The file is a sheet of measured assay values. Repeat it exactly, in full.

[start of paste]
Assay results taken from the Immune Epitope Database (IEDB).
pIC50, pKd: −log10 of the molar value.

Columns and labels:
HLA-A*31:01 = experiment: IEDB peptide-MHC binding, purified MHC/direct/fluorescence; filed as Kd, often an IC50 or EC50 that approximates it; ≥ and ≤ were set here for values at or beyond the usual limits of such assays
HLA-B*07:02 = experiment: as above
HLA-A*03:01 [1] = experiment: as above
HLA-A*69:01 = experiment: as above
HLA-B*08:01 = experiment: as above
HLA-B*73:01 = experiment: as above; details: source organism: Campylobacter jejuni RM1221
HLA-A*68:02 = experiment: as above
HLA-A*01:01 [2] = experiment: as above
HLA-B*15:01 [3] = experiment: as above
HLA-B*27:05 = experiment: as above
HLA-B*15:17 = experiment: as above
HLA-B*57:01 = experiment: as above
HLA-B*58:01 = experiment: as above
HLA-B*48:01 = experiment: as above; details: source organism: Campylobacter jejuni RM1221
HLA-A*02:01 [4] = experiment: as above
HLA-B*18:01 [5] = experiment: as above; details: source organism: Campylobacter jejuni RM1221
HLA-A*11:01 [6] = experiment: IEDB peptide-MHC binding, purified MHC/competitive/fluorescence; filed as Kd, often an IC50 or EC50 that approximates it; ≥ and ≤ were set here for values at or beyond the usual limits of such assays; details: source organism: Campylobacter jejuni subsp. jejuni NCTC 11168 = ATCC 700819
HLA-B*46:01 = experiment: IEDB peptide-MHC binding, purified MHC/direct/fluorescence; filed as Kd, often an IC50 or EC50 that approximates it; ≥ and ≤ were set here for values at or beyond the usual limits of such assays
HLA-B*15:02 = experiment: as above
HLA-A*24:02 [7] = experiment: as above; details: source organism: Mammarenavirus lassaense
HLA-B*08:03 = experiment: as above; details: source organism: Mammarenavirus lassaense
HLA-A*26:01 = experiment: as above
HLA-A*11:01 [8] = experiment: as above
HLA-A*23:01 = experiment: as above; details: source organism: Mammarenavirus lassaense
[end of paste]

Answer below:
Assay results taken from the Immune Epitope Database (IEDB).
pIC50, pKd: −log10 of the molar value.

Columns and labels:
HLA-A*31:01 = experiment: IEDB peptide-MHC binding, purified MHC/direct/fluorescence; filed as Kd, often an IC50 or EC50 that approximates it; ≥ and ≤ were set here for values at or beyond the usual limits of such assays
HLA-B*07:02 = experiment: as above
HLA-A*03:01 [1] = experiment: as above
HLA-A*69:01 = experiment: as above
HLA-B*08:01 = experiment: as above
HLA-B*73:01 = experiment: as above; details: source organism: Campylobacter jejuni RM1221
HLA-A*68:02 = experiment: as above
HLA-A*01:01 [2] = experiment: as above
HLA-B*15:01 [3] = experiment: as above
HLA-B*27:05 = experiment: as above
HLA-B*15:17 = experiment: as above
HLA-B*57:01 = experiment: as above
HLA-B*58:01 = experiment: as above
HLA-B*48:01 = experiment: as above; details: source organism: Campylobacter jejuni RM1221
HLA-A*02:01 [4] = experiment: as above
HLA-B*18:01 [5] = experiment: as above; details: source organism: Campylobacter jejuni RM1221
HLA-A*11:01 [6] = experiment: IEDB peptide-MHC binding, purified MHC/competitive/fluorescence; filed as Kd, often an IC50 or EC50 that approximates it; ≥ and ≤ were set here for values at or beyond the usual limits of such assays; details: source organism: Campylobacter jejuni subsp. jejuni NCTC 11168 = ATCC 700819
HLA-B*46:01 = experiment: IEDB peptide-MHC binding, purified MHC/direct/fluorescence; filed as Kd, often an IC50 or EC50 that approximates it; ≥ and ≤ were set here for values at or beyond the usual limits of such assays
HLA-B*15:02 = experiment: as above
HLA-A*24:02 [7] = experiment: as above; details: source organism: Mammarenavirus lassaense
HLA-B*08:03 = experiment: as above; details: source organism: Mammarenavirus lassaense
HLA-A*26:01 = experiment: as above
HLA-A*11:01 [8] = experiment: as above
HLA-A*23:01 = experiment: as above; details: source organism: Mammarenavirus lassaense